When you have trusted someone…
You’ve laid your heart bare for them, you told them your secrets, you gave them the key to the locked door you never open for ANYONE…
You know what happens next.
They stab you in the back. They break every promise. They ruin you.
Sometimes you can’t help but wonder if this was their plan all along. Did they play you for a fool? Were they laughing behind your back this whole time?
So many stories go through your head. “I can’t trust anyone. This always happens. How could I have been so stupid?”
It’s time to stop.
You have control over who you trust and how you choose to trust.
These 3 Trust Truths will help you take back your power.
Trust Truth #1.
Trust is not gender-based.
When bad things happen, it’s so easy to tar all men with the same brush.
“Men can’t be trusted. All men are like this. You can’t trust any of them.”
Talk to your girlfriends. Each and every one of them will have a story about a way she’s been betrayed by a man.
But here’s the thing:
Trust has nothing to do with gender.
If you think back far enough, when was the first time someone betrayed you?
I remember when I was in 6th grade and my best friend suddenly turned on me, and I had no idea why.
My worst childhood betrayals were all with other girls.
Trust issues start so young. It’s part of growing up. You learn that the way people are today isn’t necessarily the way they’ll be tomorrow. You learn that people can be nice to your face and mean behind your back.
Hopefully, you learn that it’s not other people’s responsibility to behave the way you want them to.
We have no magic wand to wave over the world and make humanity incapable of betrayal. We all have the capacity to betray, sometimes in big ways, but often in a million small ways.
What we do have is the responsibility to choose our relationships.
It’s up to us to become the best judge of character we can be. It’s up to us to be responsible with our trust, knowing when to give and when to withhold.
But we short-circuit the whole thing when we make generalizations like, “Men can’t be trusted.”
There is no way you can make the claim that certain genders (or certain races or certain nationalities) are more trustworthy than others.
Don’t make any assumptions about trust until you do the work to get to know someone as an individual. Then trust them as much as their behavior merits.
Trust Truth #2.
Trust isn’t protection.
What is the point of trust?
Usually, we assume that the point of trust is to keep us safe.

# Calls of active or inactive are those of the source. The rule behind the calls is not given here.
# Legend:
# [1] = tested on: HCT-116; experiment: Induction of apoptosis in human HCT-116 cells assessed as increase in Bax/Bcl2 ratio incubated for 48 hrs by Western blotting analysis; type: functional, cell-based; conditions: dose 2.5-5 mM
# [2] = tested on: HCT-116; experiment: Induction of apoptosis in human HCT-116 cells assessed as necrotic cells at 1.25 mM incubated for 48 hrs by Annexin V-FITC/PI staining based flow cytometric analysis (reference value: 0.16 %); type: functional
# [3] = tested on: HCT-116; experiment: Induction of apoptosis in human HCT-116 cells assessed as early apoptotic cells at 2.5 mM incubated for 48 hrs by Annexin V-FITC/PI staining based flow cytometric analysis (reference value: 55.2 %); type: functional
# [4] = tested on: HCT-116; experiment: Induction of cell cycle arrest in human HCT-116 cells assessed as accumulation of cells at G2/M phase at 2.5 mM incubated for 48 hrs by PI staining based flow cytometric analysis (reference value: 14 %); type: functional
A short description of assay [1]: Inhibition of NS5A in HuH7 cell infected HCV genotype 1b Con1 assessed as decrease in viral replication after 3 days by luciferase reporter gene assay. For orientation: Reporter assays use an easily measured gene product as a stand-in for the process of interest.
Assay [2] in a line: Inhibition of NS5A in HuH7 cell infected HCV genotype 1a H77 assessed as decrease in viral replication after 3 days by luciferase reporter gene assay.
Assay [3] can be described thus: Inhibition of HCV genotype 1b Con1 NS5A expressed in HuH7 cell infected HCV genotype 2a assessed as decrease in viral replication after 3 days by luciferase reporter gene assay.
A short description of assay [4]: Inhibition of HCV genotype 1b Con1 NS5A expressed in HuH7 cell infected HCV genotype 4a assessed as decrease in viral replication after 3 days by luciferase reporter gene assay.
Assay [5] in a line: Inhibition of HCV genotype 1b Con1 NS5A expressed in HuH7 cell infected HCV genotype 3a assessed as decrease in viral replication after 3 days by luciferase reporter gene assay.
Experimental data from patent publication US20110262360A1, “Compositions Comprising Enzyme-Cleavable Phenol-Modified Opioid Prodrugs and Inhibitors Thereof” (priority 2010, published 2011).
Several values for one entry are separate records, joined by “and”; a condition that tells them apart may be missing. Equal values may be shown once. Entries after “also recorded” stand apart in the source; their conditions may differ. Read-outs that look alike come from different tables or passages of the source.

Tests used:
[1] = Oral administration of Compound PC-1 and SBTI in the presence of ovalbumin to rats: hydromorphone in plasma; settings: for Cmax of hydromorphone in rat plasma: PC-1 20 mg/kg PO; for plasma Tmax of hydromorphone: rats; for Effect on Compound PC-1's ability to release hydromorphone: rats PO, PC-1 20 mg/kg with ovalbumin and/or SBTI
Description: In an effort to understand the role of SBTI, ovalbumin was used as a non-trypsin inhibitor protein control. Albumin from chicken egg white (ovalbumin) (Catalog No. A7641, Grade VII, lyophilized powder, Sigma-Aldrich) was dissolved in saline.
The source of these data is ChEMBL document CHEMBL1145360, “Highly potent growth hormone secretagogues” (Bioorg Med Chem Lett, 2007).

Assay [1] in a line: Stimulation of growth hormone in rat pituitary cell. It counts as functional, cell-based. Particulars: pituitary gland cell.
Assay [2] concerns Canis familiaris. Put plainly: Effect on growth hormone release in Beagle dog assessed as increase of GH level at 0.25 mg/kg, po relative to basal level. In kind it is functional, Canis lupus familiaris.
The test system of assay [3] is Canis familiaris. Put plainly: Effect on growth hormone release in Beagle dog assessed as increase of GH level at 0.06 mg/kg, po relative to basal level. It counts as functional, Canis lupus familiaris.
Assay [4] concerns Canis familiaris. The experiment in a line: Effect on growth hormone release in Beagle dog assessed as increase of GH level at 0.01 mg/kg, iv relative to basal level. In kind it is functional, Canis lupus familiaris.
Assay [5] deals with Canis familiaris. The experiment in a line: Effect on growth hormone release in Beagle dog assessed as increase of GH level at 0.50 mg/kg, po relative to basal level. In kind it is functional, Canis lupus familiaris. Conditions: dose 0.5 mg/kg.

When we trust someone, it’s like we sign a contract that says:
“I trust you AND you’re never supposed to hurt me.”
We’re basically saying, “I’m giving you this precious thing, and in exchange you have to honor it.”
But that was NEVER in the contract.
There is nothing in this world that will protect you from getting hurt.
In fact, it’s a rule that the people you love most will hurt you the most.
Being hurt is the price of being human.
So accept that you’ll suffer some hits when you step into the ring, and don’t let that close your heart.
The reason we need trust is that we cannot have authentic connection without it.
Trust helps us feel safe showing our true selves. It’s a prerequisite for anyone knowing the real you.
If you don’t trust someone, you won’t let your guard down with them. You’ll never let them see the truth about you.
A lot of the time, that’s okay. Many people prefer to interact on a surface level. They don’t want to see what’s behind your mask.
Business, for example, is a place where you have to put on a professional persona. You’ve got to smile and be cheery and fake it if you’re not feeling it.
But in your personal life, you’re not going to build closer relationships if you can’t tell someone you’re hurting. If your best friend tells you to get over it and look on the bright side, you’re not going to open up to her as much.
There’s a different social contract when it comes to trust, and it says:
I trust you AND you will hurt me, BUT we will repair it together.”
Your bond gets broken; you repair it. You hurt each other; you heal it. You apologize; you forgive.
That’s what happens in trusting relationships.
You don’t let those cracks widen. You keep talking and working it out.
Trust Truth #3.
Trust is not all-or-nothing.
Either you trust someone or you don’t. Isn’t that how it works?
There’s a lot of pressure on us to trust someone right away. When we’re falling for someone, we feel guilty if we hold anything back.
Ever had a guy say, “What, you don’t trust me? You must not really love me, then.”
That’s manipulation. (In fact, it’s probably a confession that this guy shouldn’t be trusted.)
A good guy would say, “I want to earn your trust. Show me how.”
Trust is never all-or-nothing. It comes in degrees.
You give someone a little trust, see how they handle it, then give them some more.
Or you give someone trust, and they break a promise, and so you take some of that trust back.
Brené Brown uses the analogy of a marble jar. When someone is kind to you, you put a marble in the jar. If that person does something to break your trust, you take a marble out of the jar.
The only people you absolutely trust 100% are the people whose jars are constantly spilling over. You can count on them to be kind.
You can still be a trusting person and ONLY trust people as much as they deserve.
You don’t give people your trust; you let them earn it from you over time.
Where we go wrong is when we give our trust 100% to someone who hasn’t earned it. Then we keep giving them that trust, even though they keep breaking it.
You have the right to pull back your trust when someone breaks it.
A good guy will see that he’s lost your trust and do the work to repair it.
A bad guy will shame you for not trusting him, because he loses his power over you when you wise up to his game.
Want to know more about how to safely get vulnerable with a man? Learn about the Circle of Trust.